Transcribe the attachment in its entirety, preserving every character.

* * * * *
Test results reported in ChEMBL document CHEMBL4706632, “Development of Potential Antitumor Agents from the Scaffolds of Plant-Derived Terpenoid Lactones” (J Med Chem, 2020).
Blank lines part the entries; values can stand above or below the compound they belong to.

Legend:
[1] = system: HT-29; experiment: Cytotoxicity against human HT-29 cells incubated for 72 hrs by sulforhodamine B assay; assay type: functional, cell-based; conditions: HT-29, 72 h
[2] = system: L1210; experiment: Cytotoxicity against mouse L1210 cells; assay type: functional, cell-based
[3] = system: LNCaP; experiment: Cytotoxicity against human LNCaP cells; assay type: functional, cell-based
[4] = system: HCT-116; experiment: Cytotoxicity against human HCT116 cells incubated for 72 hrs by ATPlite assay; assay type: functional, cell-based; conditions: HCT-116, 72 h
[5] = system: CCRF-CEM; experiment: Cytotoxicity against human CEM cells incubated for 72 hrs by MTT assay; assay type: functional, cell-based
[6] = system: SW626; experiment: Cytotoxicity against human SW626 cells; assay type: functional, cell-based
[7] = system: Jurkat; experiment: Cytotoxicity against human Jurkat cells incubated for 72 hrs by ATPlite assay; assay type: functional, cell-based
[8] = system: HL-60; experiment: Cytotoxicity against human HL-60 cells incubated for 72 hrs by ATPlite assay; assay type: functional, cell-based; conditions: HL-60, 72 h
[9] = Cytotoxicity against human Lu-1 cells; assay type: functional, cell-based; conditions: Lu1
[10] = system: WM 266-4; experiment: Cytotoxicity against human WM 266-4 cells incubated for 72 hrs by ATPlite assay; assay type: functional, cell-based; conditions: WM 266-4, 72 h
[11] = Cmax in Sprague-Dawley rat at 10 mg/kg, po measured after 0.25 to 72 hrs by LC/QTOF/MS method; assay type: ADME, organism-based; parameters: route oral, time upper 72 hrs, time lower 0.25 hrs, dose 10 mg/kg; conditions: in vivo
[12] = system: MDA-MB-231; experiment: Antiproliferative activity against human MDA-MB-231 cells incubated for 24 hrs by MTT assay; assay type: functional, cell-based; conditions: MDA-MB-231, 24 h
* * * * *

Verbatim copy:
Test results reported in ChEMBL document CHEMBL4706632, “Development of Potential Antitumor Agents from the Scaffolds of Plant-Derived Terpenoid Lactones” (J Med Chem, 2020).
Blank lines part the entries; values can stand above or below the compound they belong to.

Legend:
[1] = system: HT-29; experiment: Cytotoxicity against human HT-29 cells incubated for 72 hrs by sulforhodamine B assay; assay type: functional, cell-based; conditions: HT-29, 72 h
[2] = system: L1210; experiment: Cytotoxicity against mouse L1210 cells; assay type: functional, cell-based
[3] = system: LNCaP; experiment: Cytotoxicity against human LNCaP cells; assay type: functional, cell-based
[4] = system: HCT-116; experiment: Cytotoxicity against human HCT116 cells incubated for 72 hrs by ATPlite assay; assay type: functional, cell-based; conditions: HCT-116, 72 h
[5] = system: CCRF-CEM; experiment: Cytotoxicity against human CEM cells incubated for 72 hrs by MTT assay; assay type: functional, cell-based
[6] = system: SW626; experiment: Cytotoxicity against human SW626 cells; assay type: functional, cell-based
[7] = system: Jurkat; experiment: Cytotoxicity against human Jurkat cells incubated for 72 hrs by ATPlite assay; assay type: functional, cell-based
[8] = system: HL-60; experiment: Cytotoxicity against human HL-60 cells incubated for 72 hrs by ATPlite assay; assay type: functional, cell-based; conditions: HL-60, 72 h
[9] = Cytotoxicity against human Lu-1 cells; assay type: functional, cell-based; conditions: Lu1
[10] = system: WM 266-4; experiment: Cytotoxicity against human WM 266-4 cells incubated for 72 hrs by ATPlite assay; assay type: functional, cell-based; conditions: WM 266-4, 72 h
[11] = Cmax in Sprague-Dawley rat at 10 mg/kg, po measured after 0.25 to 72 hrs by LC/QTOF/MS method; assay type: ADME, organism-based; parameters: route oral, time upper 72 hrs, time lower 0.25 hrs, dose 10 mg/kg; conditions: in vivo
[12] = system: MDA-MB-231; experiment: Antiproliferative activity against human MDA-MB-231 cells incubated for 24 hrs by MTT assay; assay type: functional, cell-based; conditions: MDA-MB-231, 24 h